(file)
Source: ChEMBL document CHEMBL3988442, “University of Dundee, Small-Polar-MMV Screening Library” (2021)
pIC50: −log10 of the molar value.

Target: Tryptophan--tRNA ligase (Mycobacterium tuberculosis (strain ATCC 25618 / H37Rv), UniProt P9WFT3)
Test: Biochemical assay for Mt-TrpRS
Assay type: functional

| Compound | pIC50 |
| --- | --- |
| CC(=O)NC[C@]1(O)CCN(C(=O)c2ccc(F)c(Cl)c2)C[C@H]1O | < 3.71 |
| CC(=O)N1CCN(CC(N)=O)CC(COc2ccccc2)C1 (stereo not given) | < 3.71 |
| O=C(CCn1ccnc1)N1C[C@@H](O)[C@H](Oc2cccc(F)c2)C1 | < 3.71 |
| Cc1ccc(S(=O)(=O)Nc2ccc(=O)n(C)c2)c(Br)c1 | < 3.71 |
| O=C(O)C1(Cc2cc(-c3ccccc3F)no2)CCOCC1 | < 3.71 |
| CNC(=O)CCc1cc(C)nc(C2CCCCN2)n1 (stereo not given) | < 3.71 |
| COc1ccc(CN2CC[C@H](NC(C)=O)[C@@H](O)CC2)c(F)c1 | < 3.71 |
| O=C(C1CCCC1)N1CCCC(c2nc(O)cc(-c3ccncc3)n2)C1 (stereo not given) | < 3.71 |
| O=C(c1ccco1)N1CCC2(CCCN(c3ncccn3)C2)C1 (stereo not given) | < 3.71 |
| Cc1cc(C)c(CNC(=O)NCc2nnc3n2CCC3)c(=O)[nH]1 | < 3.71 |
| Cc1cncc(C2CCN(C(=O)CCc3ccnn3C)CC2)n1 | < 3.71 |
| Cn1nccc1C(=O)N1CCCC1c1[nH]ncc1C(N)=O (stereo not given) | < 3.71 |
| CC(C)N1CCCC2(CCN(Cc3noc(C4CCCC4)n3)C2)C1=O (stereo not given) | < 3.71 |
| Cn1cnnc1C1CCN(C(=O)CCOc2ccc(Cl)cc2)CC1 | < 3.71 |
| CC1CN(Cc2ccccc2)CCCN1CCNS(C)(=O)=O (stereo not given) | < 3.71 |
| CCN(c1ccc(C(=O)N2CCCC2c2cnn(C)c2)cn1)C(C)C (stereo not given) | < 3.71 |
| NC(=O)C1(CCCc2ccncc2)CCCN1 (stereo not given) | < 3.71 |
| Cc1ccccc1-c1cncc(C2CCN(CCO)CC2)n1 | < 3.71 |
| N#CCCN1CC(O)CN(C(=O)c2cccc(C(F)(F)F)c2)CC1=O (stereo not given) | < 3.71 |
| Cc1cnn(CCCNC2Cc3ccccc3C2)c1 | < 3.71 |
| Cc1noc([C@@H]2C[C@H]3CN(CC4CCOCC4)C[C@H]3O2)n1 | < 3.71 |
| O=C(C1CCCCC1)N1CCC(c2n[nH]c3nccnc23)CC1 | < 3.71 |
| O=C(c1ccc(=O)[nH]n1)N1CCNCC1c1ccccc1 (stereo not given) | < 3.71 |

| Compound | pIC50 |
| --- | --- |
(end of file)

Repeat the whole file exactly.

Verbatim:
Source: ChEMBL document CHEMBL3988442, “University of Dundee, Small-Polar-MMV Screening Library” (2021)
pIC50: −log10 of the molar value.

Target: Tryptophan--tRNA ligase (Mycobacterium tuberculosis (strain ATCC 25618 / H37Rv), UniProt P9WFT3)
Test: Biochemical assay for Mt-TrpRS
Assay type: functional

| Compound | pIC50 |
| --- | --- |
| CC(=O)NC[C@]1(O)CCN(C(=O)c2ccc(F)c(Cl)c2)C[C@H]1O | < 3.71 |
| CC(=O)N1CCN(CC(N)=O)CC(COc2ccccc2)C1 (stereo not given) | < 3.71 |
| O=C(CCn1ccnc1)N1C[C@@H](O)[C@H](Oc2cccc(F)c2)C1 | < 3.71 |
| Cc1ccc(S(=O)(=O)Nc2ccc(=O)n(C)c2)c(Br)c1 | < 3.71 |
| O=C(O)C1(Cc2cc(-c3ccccc3F)no2)CCOCC1 | < 3.71 |
| CNC(=O)CCc1cc(C)nc(C2CCCCN2)n1 (stereo not given) | < 3.71 |
| COc1ccc(CN2CC[C@H](NC(C)=O)[C@@H](O)CC2)c(F)c1 | < 3.71 |
| O=C(C1CCCC1)N1CCCC(c2nc(O)cc(-c3ccncc3)n2)C1 (stereo not given) | < 3.71 |
| O=C(c1ccco1)N1CCC2(CCCN(c3ncccn3)C2)C1 (stereo not given) | < 3.71 |
| Cc1cc(C)c(CNC(=O)NCc2nnc3n2CCC3)c(=O)[nH]1 | < 3.71 |
| Cc1cncc(C2CCN(C(=O)CCc3ccnn3C)CC2)n1 | < 3.71 |
| Cn1nccc1C(=O)N1CCCC1c1[nH]ncc1C(N)=O (stereo not given) | < 3.71 |
| CC(C)N1CCCC2(CCN(Cc3noc(C4CCCC4)n3)C2)C1=O (stereo not given) | < 3.71 |
| Cn1cnnc1C1CCN(C(=O)CCOc2ccc(Cl)cc2)CC1 | < 3.71 |
| CC1CN(Cc2ccccc2)CCCN1CCNS(C)(=O)=O (stereo not given) | < 3.71 |
| CCN(c1ccc(C(=O)N2CCCC2c2cnn(C)c2)cn1)C(C)C (stereo not given) | < 3.71 |
| NC(=O)C1(CCCc2ccncc2)CCCN1 (stereo not given) | < 3.71 |
| Cc1ccccc1-c1cncc(C2CCN(CCO)CC2)n1 | < 3.71 |
| N#CCCN1CC(O)CN(C(=O)c2cccc(C(F)(F)F)c2)CC1=O (stereo not given) | < 3.71 |
| Cc1cnn(CCCNC2Cc3ccccc3C2)c1 | < 3.71 |
| Cc1noc([C@@H]2C[C@H]3CN(CC4CCOCC4)C[C@H]3O2)n1 | < 3.71 |
| O=C(C1CCCCC1)N1CCC(c2n[nH]c3nccnc23)CC1 | < 3.71 |
| O=C(c1ccc(=O)[nH]n1)N1CCNCC1c1ccccc1 (stereo not given) | < 3.71 |

| Compound | pIC50 |
| --- | --- |